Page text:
September 2017. A fatburg the size of 11 buses was dragged out of London’s sewers, and scientists discovered a jellyfish that sleeps! In the US, hurricane Irma left 7 million homes without power, while in Bangladesh, over 500,000 Rohingya were living in dire conditions. In Africa, a tree-planting initiative was actually reversing desertification. Guillermo del Toro won an award for The Shape of Water, while The Handmaid’s Tale won eight awards! including Outstanding Drama Series.
It was also the month that Flash Fiction Online published “Listen and You’ll Hear Us Speak” by A.T. Greenblatt. The far-future setting might be unfamiliar, but the desire to escape exploitation is all too familiar. Whether it’s the “sharing economy” or “wage-slavery,” we’ll always need stories about those who refuse to be underestimated. This story makes me shout hooray!
We hope you’ll be cheering as you read all our July stories of escape.
“Listen and You’ll Hear Us Speak” by A.T. Greenblatt
There’s this story we like to tell on Deck 3—we, the quiet ones. The voiceless dishwashers and short order cooks and house musicians who scrub and busk in grimy bars on a space station full of grimy bars. It’s about a girl who was quiet too.
One night, this girl met a trader, just like you, wearing cuts that were too expensive for his pay grade. That all but said, “I’m a stealing bastard.”
CATCHING UP WITH AUTHOR A.T. GREENBLATT
FFO: In the years since your story was published in Flash Fiction Online, what other writing goals have you accomplished? Which publications, awards, or successes are you most proud of?
ATG: “Listen and You’ll Hear Us Speak” came out in Fall 2017, right when I started getting published consistently as a short story writer. My writing career has taken off in the years since, with about a dozen publications in magazines like Uncanny, Clarkesworld, Tor.com, and Asimov’s. I’ve been a finalist for the Nebula, Hugo, Locus, and Sturgeon Award and won the Nebula Award in 2019 for best short story. My work has been reprinted in a bunch of Year’s Best anthologies and translated into a dozen languages. Honestly, as I look back at all that’s happened, I’m still stunned.
FFO: Looking back on your story, is there anything about it that surprises you? Anything that you would have changed or done differently if you’d written the same story now?
ATG: I’m surprised I was able to weave together two different points of view and two different stories in under a thousand words. Rereading it for the first time in years, I noticed there were sentences that I could have made sharper or places where I could have added small details. But I try not to overanalyze my previously published work – no good will come of it. I’m still not a great flash fiction writer, as in, all my attempted flash pieces usually grow into full length stories. So I’m pleased that this one managed to stay at flash length.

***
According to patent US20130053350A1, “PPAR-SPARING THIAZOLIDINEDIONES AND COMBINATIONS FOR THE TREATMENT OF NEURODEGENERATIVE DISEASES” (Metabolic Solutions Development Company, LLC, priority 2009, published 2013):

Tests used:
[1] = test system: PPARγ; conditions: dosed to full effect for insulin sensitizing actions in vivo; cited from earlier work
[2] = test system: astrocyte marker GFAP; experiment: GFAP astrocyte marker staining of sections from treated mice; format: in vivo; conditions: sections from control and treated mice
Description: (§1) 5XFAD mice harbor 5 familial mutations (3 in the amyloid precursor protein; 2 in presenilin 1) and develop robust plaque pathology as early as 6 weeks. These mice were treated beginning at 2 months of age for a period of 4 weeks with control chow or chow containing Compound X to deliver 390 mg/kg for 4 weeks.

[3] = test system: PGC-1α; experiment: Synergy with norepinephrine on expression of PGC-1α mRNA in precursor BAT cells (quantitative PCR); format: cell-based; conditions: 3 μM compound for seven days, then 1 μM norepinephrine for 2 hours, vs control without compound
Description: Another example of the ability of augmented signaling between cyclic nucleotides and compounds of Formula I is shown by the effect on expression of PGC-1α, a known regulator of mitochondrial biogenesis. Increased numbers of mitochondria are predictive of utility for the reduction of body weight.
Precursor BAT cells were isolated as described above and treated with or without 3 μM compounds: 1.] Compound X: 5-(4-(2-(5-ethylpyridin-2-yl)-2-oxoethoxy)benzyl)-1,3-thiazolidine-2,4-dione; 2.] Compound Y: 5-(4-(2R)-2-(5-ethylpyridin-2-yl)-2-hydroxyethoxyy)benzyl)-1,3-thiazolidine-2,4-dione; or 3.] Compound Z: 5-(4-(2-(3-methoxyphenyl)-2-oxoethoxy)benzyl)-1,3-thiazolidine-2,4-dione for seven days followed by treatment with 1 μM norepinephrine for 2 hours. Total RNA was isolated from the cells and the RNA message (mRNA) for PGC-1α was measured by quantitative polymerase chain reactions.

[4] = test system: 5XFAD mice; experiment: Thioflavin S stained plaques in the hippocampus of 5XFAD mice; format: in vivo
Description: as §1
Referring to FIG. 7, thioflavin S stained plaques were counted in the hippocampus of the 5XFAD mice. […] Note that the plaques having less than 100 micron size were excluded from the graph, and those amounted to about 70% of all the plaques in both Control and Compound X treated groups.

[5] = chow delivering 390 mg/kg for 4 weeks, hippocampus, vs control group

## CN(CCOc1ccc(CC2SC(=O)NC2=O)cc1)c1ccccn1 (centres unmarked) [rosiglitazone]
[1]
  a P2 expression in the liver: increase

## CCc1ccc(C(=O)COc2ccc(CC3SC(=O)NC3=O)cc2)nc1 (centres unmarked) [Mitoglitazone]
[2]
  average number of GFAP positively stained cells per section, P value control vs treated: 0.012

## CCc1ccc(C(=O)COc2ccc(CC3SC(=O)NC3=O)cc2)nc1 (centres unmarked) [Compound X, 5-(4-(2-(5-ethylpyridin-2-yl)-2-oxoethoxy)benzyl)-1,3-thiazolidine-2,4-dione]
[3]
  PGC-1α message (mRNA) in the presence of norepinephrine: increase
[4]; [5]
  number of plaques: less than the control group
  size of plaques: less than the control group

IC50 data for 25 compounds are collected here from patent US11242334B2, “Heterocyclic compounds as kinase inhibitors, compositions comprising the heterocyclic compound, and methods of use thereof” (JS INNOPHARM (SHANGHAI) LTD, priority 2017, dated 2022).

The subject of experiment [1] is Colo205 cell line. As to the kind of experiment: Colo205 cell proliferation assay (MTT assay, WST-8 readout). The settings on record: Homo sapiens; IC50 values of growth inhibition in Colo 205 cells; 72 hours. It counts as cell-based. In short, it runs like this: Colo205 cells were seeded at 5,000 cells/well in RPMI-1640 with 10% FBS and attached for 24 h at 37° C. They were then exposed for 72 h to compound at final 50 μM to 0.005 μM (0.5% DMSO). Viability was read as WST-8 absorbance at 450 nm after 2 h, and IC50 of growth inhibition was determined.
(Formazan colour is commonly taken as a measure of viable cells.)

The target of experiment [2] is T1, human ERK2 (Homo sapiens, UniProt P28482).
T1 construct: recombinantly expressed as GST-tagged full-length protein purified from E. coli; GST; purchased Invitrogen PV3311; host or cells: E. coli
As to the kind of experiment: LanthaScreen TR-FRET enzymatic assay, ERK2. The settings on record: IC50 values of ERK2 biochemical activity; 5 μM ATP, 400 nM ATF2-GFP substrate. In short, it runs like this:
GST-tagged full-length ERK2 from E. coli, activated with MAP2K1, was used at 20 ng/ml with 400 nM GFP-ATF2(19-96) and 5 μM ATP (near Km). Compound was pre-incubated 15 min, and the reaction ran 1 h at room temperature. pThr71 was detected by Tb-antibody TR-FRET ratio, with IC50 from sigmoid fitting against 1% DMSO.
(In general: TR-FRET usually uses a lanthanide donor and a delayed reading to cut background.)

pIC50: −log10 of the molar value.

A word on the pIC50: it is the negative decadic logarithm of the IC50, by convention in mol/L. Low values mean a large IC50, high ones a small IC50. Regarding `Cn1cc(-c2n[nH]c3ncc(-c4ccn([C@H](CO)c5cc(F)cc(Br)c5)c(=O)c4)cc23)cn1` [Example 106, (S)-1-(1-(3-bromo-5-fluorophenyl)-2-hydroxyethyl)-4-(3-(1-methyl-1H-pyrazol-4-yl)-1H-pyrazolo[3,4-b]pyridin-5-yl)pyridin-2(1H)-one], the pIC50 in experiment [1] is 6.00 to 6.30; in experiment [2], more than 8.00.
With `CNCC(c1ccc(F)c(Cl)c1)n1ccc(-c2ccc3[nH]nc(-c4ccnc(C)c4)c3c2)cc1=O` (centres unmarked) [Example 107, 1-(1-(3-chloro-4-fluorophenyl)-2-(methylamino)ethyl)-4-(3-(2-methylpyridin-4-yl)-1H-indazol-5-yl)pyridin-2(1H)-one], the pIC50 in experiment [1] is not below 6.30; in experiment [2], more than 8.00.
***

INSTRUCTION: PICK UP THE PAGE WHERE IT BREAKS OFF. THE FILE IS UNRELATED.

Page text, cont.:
FFO: What do you think are the most valuable lessons you’ve learned about writing in the years since this story was published?
ATG: The lesson that’s been drilled into me over the last few years is patience. A writing career is a long game with many ups and downs and all you can control is what you write, what you learn, and how to push yourself creatively. I’m constantly reminding myself to wait, to keep finishing stories, to keep revising them and sending them out. Because writing is slow and strange and when success comes, sometimes it shows up unexpectedly.
FFO: How have you changed in the years since this story was published—as a writer and as an individual?
ATG: As a writer, I have a better feeling for when a story is done, and which markets will like it. I’m also writing more ambitious stories and finishing some of the stories I didn’t have the skill to write when I attempted them years ago.
As an individual, I think I’m a little more confident and a little braver. I got better at time management and at not being a hermit all the time.
FFO: Are there any writers, poets, artists, or other creators whom you’d like to recommend to those who enjoy your work?
ATG: Most of these writers’ styles and stories are nothing like mine, but I really enjoy the work of Dominica Phetteplace, Nghi Vo, Akwaeke Emezi, Samantha Irby, Kathleen Jennings, Lavie Tidhar, and Meg Elison. I’m also on a Phoebe Bridgers music kick and have been enjoying the podcast Musical Splaining.
FFO: How can readers support you in your current endeavors?
ATG: The best way to support me as a writer is to support SFF magazines like Flash Fiction Online, Uncanny, Clarkesworld, Locus, Beneath Ceaseless Skies, Asimov’s, Nightmare, etc. Short story markets cultivate the next generation of writers and they can’t do that without reader support. You can also follow me on Twitter at @AtGreenblatt or on my blog at http://atgreenblatt.com for new publication announcements. Thank you!